‘Good, George, good. Have someone place a call through to Terence Blackwood at Blackwood Research and Development. I haven’t heard from him yet, and he’s only got about twenty minutes before Hawkwind is off the ground and irreversible. I need to know whether or not he’s got the salvaged files. As soon as you’ve got him on the line, give him to me.’
‘Yes, sir,’ replied Major Platt and promptly pushed his way through the bodies to find a telephonist to place the General’s call.
‘Allan, get over here,’ Darnell directed his attention to the second Major on his team. Major Allan Michael had, at some point, removed his uniform jacket and rolled up the sleeves of his shirt to above his elbow, slightly exposing the tattoo of the insignia of his former platoon. He strode confidently towards the General and stopped about a metre in front of him.
‘Sir?’ Michael asked.
‘You’re good with tech stuff?’ asked Darnell.
‘I do okay with it, sir.’
‘I’m expecting an email. I’ve opened up the account but I need someone who can quickly verify the information contained in the document, make sure that everything comes through in full. Then I want it saved to the hard drive of my computer, the flash drive, and backed up to the Pentagon main servers. Can you do that?’ Darnell waved his arm around in authoritative gestures as he spoke.
‘Sure, but why not get one of the tech heads?’ Michael responded.
‘The information is of a sensitive nature. I don’t want those grunts seeing the details,’ replied Darnell.
‘I’m on it, sir. This your computer?’ Michael pointed to the pristine notebook that sat on the table to his left. It looked as though it had hardly ever been used. General Darnell nodded and waved his hand over it indicating that he wanted Michael to sit down and begin the task.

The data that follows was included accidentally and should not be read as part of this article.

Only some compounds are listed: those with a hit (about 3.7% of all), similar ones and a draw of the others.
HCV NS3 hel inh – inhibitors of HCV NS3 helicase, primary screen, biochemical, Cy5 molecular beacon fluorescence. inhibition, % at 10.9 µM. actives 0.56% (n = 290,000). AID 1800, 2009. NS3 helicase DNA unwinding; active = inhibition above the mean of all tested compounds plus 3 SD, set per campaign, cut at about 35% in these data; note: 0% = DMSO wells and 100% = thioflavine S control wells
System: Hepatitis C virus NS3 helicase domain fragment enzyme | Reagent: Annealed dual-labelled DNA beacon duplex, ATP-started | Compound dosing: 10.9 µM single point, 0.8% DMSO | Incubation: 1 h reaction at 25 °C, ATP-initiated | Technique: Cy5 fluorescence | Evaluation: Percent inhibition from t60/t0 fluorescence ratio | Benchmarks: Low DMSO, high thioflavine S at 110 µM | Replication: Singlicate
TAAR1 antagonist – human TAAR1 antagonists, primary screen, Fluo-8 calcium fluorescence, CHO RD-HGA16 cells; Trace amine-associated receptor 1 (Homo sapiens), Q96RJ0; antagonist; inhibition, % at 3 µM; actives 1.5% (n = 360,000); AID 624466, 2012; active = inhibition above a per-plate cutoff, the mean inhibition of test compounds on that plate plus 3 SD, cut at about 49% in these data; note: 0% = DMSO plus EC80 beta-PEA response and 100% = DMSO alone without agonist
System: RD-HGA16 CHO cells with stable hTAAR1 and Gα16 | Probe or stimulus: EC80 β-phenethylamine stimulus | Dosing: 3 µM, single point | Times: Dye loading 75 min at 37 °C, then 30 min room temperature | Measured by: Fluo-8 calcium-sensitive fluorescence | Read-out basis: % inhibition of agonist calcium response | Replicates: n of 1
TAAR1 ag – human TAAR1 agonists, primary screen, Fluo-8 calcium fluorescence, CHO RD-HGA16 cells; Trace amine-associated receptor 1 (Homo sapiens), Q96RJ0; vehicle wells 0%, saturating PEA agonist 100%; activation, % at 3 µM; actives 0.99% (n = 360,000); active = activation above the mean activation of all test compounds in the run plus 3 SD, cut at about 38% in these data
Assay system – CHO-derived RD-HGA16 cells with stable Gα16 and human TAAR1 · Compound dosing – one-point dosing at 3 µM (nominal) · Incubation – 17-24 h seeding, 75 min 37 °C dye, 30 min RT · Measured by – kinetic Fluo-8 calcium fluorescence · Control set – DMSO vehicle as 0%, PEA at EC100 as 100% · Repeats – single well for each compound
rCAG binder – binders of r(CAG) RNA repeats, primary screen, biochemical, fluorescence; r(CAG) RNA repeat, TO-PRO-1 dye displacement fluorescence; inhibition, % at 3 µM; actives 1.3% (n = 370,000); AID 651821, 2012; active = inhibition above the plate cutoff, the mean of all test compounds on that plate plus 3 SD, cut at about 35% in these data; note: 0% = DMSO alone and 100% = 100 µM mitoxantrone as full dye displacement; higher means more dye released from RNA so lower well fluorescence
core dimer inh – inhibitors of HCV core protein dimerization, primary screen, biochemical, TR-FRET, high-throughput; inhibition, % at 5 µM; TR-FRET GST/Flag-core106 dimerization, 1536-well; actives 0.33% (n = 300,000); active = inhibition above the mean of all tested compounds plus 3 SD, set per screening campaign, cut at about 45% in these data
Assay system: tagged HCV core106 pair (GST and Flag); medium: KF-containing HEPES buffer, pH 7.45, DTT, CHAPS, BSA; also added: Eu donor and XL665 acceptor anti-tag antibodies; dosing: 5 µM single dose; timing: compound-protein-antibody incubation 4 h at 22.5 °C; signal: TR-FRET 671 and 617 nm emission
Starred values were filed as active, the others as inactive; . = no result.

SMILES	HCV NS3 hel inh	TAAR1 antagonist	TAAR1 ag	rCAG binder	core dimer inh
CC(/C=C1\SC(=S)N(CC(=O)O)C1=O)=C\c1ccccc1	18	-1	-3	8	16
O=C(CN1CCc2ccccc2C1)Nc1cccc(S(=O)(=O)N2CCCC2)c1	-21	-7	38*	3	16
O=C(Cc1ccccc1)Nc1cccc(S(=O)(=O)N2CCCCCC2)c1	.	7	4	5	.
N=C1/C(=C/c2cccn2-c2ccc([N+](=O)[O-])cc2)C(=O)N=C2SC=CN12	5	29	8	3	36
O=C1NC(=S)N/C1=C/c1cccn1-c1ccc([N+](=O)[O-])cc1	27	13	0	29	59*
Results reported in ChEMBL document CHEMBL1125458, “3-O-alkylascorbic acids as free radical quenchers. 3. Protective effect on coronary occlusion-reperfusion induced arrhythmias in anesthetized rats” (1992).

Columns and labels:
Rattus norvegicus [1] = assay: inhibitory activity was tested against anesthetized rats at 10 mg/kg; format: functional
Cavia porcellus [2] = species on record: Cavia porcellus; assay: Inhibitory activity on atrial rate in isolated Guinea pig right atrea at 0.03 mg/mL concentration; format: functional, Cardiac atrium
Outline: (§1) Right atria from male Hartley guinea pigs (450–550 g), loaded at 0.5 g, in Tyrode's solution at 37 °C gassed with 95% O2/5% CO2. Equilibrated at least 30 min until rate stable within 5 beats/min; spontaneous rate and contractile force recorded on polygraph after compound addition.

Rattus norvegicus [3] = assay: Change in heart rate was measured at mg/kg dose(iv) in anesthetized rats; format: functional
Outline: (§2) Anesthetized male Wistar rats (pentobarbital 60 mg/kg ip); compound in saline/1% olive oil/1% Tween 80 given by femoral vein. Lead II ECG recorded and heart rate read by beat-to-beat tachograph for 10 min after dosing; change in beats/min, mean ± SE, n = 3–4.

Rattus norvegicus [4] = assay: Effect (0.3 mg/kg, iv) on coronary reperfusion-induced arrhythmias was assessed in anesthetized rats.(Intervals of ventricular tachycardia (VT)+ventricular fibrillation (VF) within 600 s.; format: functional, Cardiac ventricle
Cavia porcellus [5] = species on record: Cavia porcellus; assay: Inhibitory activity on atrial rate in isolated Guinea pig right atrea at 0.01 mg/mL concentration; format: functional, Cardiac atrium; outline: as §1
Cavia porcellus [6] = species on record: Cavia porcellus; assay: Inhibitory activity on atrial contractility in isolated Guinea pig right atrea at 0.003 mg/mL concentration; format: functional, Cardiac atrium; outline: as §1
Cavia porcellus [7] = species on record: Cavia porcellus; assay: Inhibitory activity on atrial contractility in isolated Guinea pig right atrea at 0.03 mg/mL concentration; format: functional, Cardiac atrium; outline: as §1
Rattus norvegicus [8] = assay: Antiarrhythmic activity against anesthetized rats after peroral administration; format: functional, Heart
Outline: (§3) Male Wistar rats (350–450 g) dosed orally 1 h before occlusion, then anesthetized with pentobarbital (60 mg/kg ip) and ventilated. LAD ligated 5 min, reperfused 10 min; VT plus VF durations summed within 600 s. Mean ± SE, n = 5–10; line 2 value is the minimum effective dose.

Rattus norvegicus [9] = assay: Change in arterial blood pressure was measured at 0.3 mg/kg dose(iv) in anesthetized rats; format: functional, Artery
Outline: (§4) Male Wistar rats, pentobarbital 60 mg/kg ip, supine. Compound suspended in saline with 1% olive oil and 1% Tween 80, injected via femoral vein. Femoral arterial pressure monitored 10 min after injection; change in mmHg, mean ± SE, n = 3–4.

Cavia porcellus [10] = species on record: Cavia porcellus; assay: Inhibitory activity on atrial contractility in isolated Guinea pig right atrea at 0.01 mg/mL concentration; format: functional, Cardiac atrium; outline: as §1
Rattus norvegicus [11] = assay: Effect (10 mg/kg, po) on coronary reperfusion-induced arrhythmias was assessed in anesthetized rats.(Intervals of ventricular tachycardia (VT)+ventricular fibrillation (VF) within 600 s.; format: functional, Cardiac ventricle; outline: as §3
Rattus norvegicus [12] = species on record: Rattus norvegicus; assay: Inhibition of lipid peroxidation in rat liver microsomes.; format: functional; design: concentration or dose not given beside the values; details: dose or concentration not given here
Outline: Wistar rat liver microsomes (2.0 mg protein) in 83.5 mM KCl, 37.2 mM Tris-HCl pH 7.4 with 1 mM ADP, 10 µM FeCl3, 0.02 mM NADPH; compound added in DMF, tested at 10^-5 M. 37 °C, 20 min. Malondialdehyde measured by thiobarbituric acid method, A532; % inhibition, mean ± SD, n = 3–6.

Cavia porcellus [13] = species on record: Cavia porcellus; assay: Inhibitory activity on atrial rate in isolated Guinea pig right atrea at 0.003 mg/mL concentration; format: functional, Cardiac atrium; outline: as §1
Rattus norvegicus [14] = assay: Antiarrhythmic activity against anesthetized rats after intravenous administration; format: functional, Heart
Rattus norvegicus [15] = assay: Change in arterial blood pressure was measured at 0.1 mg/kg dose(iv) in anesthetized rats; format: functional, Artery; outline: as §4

‘General Darnell,’ a voice called from across the room. Darnell looked towards the direction that the voice had sprung from and spotted a hand waving a telephone handset in the air. He expected that the telephonist had managed to contact Terence Blackwood.
‘Get yourself ready, Major,’ he told Michael. ‘Patch it through to my phone.’
After the press of a button the telephonist called out that it had been delivered to the General’s phone. Darnell waited for the phone to ring three times, something that he’d always done and probably would do until the day he died. He picked up the receiver and spoke.
‘Blackwood, you have the information that I requested?’
‘It’s coming through to me now, Clay,’ replied Terence Blackwood from the other side of the country.
‘Send it through, in full, to me immediately,’ Darnell demanded.
‘You should be getting it any minute,’ Blackwood said.
Darnell looked expectantly at Major Michael. Within seconds, the Major made eye contact with Darnell and nodded. The information had come through and he was now in the process of making multiple copies and back ups of the files.
‘Stay on the line, Terence,’ the General instructed the businessman.
‘Why?’ Blackwood asked.
‘Because I need to verify the information, and I told you too.’
Major Michael gave the thumbs up to his commanding officer. The information was good and had been successfully backed up multiple times. Darnell replaced the phone receiver in the cradle, cutting off Terence Blackwood without any further word. He looked up at the swarming bodies in front of him.
‘QUIET,’ he called and the room fell into immediate silence, waiting for the next instruction. ‘Hawkwind is go, go go.’
The swarming mass of personnel in the room launched in to immediate action, with computer and television screens throughout the room flickering back to life. From the relative comfort of the Pentagon, General Clayton Darnell would view the most horrific act of war he’d ever been involved with – the complete destruction of a location on his home soil, an act of war against his own country in an attempt to preserve and keep covert the research and development that had occurred at Blackwood Research Facility Five.
. . . To be continued . . .